Canberra universities have seen a surge in applications for arts and humanities degrees despite fees more than doubling this year.
Executive dean of arts and design at the University of Canberra Professor Jason Bainbridge said applications in his faculty had increased by 11 per cent compared to 2020.
This is in the face of a 113 per cent increase in the student contribution for these courses, brought about by the Coalition's job ready graduates legislation.
"Even with the increase in the fees by the government's own admission, arts and humanities graduates tend to have better starting salaries, they have more longevity in their career, they have more transferable skill sets than what other other graduates might have, and they tend to have more happiness and well being in their occupations," Professor Bainbridge said.
"So that [fee increase] really hasn't dissuaded students from thinking that there are still good career paths through arts and humanities."
Australian universities have seen an increase in the number of domestic applications as COVID-19 travel restrictions and the economic downturn forced people to cancel gap years or go into the education market rather than the jobs market.
The job ready graduates package was intended to provide a financial incentive for students to choose areas of national priority, such as nursing, teaching and maths.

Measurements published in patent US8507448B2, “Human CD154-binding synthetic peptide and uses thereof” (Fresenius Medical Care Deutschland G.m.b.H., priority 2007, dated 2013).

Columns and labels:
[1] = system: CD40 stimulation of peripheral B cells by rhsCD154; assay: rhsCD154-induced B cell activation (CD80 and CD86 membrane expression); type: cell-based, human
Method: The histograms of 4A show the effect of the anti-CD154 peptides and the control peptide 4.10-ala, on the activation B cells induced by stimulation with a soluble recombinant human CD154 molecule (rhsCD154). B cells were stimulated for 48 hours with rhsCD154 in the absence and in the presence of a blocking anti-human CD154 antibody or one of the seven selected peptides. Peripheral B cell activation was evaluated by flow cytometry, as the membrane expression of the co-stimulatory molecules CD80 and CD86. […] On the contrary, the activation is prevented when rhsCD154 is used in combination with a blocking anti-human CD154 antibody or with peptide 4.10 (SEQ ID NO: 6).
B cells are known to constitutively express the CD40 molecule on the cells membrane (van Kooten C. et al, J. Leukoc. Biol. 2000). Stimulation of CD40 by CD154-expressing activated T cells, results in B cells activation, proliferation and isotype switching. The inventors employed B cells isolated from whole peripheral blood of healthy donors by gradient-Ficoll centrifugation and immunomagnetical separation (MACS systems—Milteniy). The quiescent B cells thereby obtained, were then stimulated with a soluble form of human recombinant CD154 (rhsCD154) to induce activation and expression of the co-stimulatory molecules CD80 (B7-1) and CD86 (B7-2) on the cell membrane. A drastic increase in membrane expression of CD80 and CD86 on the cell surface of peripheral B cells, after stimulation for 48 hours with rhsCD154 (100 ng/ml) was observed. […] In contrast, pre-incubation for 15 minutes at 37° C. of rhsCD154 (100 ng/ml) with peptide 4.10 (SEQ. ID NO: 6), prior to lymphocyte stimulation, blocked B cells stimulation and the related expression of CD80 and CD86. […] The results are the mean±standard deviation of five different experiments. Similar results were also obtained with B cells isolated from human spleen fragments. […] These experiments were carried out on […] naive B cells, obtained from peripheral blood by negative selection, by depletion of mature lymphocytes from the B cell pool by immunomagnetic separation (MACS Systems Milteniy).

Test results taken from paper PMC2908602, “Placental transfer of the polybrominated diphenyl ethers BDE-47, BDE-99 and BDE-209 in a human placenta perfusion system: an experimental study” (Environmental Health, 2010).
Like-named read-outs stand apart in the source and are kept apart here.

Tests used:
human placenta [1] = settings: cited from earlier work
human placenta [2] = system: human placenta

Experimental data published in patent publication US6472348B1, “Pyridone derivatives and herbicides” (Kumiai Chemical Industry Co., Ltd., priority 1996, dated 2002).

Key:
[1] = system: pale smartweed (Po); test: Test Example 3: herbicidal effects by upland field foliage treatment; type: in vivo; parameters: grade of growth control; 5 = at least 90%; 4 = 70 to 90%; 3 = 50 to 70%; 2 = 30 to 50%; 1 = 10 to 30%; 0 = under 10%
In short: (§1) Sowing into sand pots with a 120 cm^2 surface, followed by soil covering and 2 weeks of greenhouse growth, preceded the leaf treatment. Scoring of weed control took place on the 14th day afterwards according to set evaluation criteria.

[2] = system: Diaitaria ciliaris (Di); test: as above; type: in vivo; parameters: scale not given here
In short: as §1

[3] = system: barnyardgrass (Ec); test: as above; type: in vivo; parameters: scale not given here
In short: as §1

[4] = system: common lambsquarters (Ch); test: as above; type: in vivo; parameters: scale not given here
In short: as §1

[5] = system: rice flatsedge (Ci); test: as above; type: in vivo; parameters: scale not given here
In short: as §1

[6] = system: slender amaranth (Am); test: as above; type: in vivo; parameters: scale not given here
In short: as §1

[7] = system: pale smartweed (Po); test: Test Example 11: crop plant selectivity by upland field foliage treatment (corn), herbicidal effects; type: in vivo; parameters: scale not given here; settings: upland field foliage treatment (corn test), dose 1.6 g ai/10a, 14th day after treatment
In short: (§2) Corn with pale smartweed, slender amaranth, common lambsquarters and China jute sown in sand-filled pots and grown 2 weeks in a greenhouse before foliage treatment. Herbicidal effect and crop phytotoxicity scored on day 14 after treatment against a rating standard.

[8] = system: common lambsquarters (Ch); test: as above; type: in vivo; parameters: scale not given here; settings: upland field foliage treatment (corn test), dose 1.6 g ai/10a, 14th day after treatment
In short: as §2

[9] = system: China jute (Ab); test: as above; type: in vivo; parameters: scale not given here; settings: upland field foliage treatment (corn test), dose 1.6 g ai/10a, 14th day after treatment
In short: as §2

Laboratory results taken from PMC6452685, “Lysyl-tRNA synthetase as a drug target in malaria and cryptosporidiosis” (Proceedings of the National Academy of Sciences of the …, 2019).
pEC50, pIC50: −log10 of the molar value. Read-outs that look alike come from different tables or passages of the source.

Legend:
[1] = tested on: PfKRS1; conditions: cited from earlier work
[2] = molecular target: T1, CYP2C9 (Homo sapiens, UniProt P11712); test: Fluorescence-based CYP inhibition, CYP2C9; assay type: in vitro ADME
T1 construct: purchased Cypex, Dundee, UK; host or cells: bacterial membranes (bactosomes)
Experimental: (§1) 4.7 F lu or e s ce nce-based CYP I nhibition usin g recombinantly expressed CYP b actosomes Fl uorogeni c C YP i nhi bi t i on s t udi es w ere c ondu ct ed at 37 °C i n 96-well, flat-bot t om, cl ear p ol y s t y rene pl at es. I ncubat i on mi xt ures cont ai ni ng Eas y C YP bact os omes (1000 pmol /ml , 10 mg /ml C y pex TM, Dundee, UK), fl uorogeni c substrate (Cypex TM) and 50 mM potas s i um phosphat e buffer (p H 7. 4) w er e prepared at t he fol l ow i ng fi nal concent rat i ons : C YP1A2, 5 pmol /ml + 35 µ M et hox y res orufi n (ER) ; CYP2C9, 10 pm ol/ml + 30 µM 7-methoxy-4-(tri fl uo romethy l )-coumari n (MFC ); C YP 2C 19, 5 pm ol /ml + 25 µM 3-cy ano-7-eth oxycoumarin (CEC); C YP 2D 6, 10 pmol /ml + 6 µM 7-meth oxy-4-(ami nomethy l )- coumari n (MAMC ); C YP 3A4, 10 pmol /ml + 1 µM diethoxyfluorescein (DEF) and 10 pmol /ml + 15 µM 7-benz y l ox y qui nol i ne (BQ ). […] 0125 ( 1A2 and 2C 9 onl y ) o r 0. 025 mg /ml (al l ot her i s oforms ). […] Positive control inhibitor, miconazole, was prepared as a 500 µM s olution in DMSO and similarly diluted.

Australian National University vice-chancellor Professor Brian Schmidt said the pandemic had more of an impact on students' decisions than the changes to course costs.
"I guess the irony is there are big price rises in humanities, but we've had big rises of enrolments there. Now, our students still get great value for money for their degree by that.
"But when we bring a lot more students in as we do, we don't actually get paid by the federal government for them."
Professor Schmidt said the focus was on making sure the university was the right scale while absorbing the funding changes.
Professor Bainbridge said students were following their areas of interest rather than opting for cheaper courses.
"I think that just just because there are more places say in science doesn't mean that people interested in arts and humanities are going to go over to to science," he said.
The 2020 Graduate Outcomes Survey found the median salary for humanities, culture and social science undergraduates was $62,600, slightly below the median of $64,700 for all study areas.
The full-time employment rate for this cohort was 60.9 per cent in 2020, down from 64.3 per cent in 2019 potentially due to the impact of COVID-19. The full-time employment rate for all study areas last year was 68.7 per cent.
Professor Bainbridge said arts and humanities degrees were misunderstood by the government.
"What the government often misses is that they're very much transferable skill sets around creative problem solving, about particular forms of design thinking for example, that translate into all different areas.
"That's sometimes hard to quantify for the government, so they're thinking about perhaps more creative practice occupations rather than thinking about what that those graduates can bring to the workforce in terms of creative solutions."
For faster access to the latest Canberra news, download The Canberra Times app for iOS and Android.